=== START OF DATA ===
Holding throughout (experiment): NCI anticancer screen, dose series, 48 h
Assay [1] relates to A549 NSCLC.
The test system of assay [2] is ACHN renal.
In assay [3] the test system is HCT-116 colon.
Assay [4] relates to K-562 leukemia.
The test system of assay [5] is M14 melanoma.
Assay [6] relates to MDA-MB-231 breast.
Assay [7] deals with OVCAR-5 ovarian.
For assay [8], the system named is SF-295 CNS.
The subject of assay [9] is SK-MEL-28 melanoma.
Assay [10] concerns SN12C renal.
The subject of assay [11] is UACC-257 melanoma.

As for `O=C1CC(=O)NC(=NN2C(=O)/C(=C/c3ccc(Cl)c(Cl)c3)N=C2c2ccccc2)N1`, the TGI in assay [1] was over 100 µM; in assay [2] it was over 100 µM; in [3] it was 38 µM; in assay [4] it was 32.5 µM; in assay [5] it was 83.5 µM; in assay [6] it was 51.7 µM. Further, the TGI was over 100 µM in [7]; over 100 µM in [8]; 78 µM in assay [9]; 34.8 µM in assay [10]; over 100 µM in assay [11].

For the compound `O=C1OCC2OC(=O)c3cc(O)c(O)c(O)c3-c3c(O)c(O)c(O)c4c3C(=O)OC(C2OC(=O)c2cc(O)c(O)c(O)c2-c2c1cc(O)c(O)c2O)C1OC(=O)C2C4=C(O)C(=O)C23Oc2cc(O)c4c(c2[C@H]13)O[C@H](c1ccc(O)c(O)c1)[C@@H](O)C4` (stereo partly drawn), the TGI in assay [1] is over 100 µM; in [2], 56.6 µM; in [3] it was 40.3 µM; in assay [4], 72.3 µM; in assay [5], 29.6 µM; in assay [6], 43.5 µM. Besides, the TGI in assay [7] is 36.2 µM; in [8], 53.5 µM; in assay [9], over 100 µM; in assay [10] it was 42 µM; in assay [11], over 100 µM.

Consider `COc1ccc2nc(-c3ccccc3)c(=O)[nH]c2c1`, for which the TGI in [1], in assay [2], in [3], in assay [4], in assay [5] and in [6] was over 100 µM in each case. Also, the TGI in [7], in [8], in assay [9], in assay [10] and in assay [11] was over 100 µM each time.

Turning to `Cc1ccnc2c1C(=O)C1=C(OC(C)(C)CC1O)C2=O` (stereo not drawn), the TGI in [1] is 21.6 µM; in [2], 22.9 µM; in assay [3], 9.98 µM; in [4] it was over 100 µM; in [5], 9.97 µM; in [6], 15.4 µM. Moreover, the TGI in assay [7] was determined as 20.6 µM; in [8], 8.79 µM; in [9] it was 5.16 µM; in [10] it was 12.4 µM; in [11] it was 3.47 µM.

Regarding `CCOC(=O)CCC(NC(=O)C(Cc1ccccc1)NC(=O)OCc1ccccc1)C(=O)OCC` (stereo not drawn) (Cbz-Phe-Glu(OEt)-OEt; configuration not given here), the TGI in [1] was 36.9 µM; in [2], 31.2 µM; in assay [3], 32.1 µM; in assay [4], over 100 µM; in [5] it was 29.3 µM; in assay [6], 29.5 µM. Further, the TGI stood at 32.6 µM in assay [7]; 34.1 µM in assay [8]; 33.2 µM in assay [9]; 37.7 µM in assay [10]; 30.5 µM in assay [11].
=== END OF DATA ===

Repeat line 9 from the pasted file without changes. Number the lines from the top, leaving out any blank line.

For assay [8], the system named is SF-295 CNS.